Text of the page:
I said “no.” I finally said, “No.” No, actually, I finally said, “NO!”
And in the aftermath of my firm refusal to take on tasks at work that were patently unreasonable, and clearly not my responsibility to do, I felt guilty.
I felt guilty for saying, “NO”!
Ridiculous, eh? Thank you, Catholic upbringing for that.
I won’t go into the details. I will say, however, that before I said, “NO!” I offered some reasonable, practical, equitable and rational solutions to the issue at hand. None of these were accepted. I suspect that had much to do with the prevailing power structure, which exists in many workplaces; it’s the hegemony of one department over another, effectively crushing the non-dominant ones.
I imagine many of my readers have been in the same situation themselves at work. You’re the kind of person who wants to be helpful. You give freely of your time, without compensation, to do more than what is asked of you. And, often, that can mean a lot of extra work. But you willingly agree to be an extra hand, a resource, a helper, the go-to person.
And then, it seems, your workplace notices this deep well and THEY continue to dip the ladle into it. “It’s a bottomless well!” they think.
Worse than that, they believe that they own you. They own every bit of your 8 plus hours while you’re under their roof. They tap dance around and on top of your job description and land on the line that says, “Other duties as assigned.”
But this post is not about the expectation managers have that their sweaty little elves will continue to do more than required. It’s not about the endless requests that fall under, “Other duties as assigned.” Instead, it’s about saying and meaning, “NO!” and then feeling comfortable with that.
The first feelings I had when I found out that the powers above had accepted my refusal were ones of guilt. For crying out loud! But I didn’t cry out loud. I whimpered a little inside. And immediately after the guilt, came doubt and angst.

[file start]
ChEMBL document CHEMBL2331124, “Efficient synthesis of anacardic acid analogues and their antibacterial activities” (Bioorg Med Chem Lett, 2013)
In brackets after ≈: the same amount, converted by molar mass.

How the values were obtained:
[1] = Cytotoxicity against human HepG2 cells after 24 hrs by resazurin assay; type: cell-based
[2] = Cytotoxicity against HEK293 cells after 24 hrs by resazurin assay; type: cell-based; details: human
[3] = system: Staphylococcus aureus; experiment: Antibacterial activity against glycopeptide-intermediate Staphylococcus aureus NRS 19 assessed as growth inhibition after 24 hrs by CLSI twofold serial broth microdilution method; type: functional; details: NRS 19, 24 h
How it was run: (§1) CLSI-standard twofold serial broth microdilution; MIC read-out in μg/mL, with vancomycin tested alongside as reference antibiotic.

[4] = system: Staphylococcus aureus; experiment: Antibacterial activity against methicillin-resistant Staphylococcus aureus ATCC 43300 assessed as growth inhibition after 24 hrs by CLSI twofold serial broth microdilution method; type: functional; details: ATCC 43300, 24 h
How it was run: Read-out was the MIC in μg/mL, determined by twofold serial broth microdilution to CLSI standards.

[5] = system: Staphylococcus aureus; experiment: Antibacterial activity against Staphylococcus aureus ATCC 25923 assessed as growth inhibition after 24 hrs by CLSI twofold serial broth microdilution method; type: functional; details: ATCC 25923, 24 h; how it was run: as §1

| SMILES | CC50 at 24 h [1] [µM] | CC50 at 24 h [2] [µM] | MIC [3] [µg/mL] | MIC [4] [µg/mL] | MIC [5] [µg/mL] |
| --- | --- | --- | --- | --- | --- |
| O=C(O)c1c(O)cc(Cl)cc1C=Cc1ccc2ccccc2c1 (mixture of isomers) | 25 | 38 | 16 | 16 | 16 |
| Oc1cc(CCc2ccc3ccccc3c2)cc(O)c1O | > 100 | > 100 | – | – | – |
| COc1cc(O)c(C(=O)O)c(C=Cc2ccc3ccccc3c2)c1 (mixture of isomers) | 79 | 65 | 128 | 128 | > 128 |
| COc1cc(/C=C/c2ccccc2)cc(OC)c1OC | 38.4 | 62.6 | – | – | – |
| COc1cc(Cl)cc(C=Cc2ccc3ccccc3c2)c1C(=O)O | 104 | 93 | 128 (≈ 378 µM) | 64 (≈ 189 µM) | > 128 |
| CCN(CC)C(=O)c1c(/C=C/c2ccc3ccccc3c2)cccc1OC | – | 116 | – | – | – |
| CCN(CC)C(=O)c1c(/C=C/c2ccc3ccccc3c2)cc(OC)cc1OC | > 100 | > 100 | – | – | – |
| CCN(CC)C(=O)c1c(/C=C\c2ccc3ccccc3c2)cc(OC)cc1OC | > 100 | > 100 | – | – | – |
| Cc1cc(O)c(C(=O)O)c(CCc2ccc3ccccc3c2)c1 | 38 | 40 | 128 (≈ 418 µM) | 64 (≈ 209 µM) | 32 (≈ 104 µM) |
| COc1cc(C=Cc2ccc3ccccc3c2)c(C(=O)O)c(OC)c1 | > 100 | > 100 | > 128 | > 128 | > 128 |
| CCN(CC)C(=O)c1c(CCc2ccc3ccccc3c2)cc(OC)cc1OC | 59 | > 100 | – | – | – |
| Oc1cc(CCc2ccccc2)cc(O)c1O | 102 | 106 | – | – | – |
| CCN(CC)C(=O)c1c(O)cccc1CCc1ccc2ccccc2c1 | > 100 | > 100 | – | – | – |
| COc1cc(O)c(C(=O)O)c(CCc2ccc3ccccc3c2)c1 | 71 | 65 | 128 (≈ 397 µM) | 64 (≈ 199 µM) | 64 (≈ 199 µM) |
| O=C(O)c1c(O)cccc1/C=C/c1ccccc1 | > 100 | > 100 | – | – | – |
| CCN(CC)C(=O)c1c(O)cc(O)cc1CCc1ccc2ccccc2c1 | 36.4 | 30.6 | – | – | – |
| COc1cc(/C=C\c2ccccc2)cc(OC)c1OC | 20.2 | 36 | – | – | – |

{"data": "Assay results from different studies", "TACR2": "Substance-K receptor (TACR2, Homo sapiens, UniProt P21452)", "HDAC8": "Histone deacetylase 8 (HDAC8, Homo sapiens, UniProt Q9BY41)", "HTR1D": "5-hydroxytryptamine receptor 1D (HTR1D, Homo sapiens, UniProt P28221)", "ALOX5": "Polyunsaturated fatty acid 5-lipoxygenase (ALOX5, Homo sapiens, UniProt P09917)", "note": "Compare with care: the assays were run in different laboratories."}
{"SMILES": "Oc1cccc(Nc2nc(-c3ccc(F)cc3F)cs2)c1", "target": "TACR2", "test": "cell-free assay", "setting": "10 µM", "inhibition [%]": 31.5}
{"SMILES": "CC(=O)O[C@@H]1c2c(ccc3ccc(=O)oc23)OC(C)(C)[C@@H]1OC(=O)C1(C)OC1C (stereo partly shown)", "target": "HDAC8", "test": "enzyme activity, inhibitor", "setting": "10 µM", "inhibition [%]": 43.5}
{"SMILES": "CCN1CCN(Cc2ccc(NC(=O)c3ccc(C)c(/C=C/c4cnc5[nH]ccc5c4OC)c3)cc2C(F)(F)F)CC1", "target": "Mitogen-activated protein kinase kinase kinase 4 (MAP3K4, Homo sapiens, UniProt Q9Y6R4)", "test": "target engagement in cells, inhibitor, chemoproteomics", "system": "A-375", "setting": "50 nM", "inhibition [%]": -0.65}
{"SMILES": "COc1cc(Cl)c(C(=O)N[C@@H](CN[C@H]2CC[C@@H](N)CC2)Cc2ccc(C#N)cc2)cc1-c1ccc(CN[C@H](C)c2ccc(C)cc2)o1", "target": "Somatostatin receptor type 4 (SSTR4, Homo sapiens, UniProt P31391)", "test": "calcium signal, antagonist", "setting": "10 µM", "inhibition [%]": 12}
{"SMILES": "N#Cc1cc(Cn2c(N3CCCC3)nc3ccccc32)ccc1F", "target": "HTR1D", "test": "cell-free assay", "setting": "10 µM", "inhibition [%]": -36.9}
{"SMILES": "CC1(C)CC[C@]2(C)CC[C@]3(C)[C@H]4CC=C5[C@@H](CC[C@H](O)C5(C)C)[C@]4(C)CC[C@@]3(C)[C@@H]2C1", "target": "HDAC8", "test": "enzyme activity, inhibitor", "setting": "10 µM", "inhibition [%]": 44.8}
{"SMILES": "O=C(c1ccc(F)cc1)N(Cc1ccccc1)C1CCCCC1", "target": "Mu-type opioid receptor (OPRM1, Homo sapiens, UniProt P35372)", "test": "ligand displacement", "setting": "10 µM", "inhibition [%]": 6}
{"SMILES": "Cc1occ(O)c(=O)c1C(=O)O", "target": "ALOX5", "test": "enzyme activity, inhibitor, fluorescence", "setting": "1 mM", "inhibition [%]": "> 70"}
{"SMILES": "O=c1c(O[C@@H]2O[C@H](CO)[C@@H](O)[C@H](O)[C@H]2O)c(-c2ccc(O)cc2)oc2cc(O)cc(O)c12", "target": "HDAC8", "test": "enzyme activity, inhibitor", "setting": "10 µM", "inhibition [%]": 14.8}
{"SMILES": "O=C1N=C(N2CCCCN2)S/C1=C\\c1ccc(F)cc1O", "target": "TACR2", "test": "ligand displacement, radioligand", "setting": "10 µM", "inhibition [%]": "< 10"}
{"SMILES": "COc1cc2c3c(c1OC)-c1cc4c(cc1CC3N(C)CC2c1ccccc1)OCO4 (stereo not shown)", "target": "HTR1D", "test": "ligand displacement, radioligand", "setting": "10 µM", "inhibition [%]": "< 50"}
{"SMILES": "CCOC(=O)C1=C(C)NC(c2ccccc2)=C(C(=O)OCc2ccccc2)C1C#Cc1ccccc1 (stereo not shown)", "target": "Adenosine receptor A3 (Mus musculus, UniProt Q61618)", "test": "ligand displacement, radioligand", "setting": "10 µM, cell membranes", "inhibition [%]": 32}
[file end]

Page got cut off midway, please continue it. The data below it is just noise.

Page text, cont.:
“Oh, dear,” I thought. “They won’t think highly of me anymore.”
“I’ve made them angry.”
“They won’t like me.”
“I’ll be punished.”
It sounds awfully parental, doesn’t it? And it makes me mad at myself. I can’t refuse to take on a role at work that’s entirely unreasonable, which actually constitutes doing someone else’s job, which reached far beyond my job description, without feeling guilty about it.
I’m mad at myself for feeling guilty. I’ll combine that with being mad at them for making this unreasonable request and for assuming that just because they give you a paycheck, they can keep demanding more and more without compensation.
Yes, I should be grateful that I have a job. Well, I am. But along with that gratitude ought to come the right to set limits and boundaries without fear of recrimination. And along with that right ought to come the ability to feel okay about saying, “NO!”
It seems to me that in this time of shaky, sparse employment, we workers are running scared. People my age who want to work have been out of work for years and are being passed over by younger people who’ll accept a smaller paycheck. Employers and managers have the upper hand. The rest of us are required to be grateful and stand ready to do more than ever before, even if the “more” is downright unreasonable, inequitable and inefficient.
And now I have to find a way to be comfortable with my “NO!” I have to keep reminding myself that I have the right to set boundaries, that just because someone hands me a paycheck doesn’t mean I’m enslaved to their every demand.
I’m more than willing to let my workplace take its pound of flesh. I’m no longer willing to let them have my soul, too.